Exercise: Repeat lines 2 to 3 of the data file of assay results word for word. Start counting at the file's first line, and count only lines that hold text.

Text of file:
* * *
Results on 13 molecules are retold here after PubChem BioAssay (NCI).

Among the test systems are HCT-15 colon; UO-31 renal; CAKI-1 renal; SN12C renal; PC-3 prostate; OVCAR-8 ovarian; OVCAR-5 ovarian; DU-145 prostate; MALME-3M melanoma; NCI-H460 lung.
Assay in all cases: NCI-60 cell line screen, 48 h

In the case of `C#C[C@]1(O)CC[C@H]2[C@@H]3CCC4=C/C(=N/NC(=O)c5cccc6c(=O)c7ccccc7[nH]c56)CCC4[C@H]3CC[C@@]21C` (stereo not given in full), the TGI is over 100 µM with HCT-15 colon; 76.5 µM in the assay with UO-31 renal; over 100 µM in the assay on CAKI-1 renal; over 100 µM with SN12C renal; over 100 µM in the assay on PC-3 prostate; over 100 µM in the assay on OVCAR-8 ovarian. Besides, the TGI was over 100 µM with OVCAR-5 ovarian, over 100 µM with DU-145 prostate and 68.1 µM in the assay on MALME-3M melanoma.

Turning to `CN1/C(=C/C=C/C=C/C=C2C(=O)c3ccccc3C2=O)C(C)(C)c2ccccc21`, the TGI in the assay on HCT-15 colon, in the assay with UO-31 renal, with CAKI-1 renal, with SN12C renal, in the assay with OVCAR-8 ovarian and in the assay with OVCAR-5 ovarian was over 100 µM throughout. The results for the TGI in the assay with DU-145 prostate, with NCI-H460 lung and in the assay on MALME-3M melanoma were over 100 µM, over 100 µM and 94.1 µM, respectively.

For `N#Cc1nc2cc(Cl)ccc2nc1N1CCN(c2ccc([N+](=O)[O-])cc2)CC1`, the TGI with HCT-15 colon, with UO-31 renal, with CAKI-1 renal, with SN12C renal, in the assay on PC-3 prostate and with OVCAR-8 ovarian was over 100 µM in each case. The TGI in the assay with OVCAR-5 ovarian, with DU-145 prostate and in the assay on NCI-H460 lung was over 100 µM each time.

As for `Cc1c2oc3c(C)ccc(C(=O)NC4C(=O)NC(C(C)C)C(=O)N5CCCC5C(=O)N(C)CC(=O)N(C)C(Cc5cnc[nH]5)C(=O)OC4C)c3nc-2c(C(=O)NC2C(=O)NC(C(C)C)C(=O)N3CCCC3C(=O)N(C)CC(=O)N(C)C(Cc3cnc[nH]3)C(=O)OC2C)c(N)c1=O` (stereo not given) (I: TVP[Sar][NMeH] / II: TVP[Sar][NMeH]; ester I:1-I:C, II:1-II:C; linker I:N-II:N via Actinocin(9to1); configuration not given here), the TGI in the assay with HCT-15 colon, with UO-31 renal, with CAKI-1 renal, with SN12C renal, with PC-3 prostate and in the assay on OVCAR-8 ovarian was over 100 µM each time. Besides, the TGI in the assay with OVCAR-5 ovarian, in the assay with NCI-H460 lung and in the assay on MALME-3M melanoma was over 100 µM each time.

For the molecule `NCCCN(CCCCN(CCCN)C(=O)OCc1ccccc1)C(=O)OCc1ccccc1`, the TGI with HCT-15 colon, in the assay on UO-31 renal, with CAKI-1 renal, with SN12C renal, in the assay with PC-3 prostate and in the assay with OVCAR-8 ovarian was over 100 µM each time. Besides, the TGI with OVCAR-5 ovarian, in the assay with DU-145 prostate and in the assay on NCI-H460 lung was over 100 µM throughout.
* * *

Among the test systems are HCT-15 colon; UO-31 renal; CAKI-1 renal; SN12C renal; PC-3 prostate; OVCAR-8 ovarian; OVCAR-5 ovarian; DU-145 prostate; MALME-3M melanoma; NCI-H460 lung.
Assay in all cases: NCI-60 cell line screen, 48 h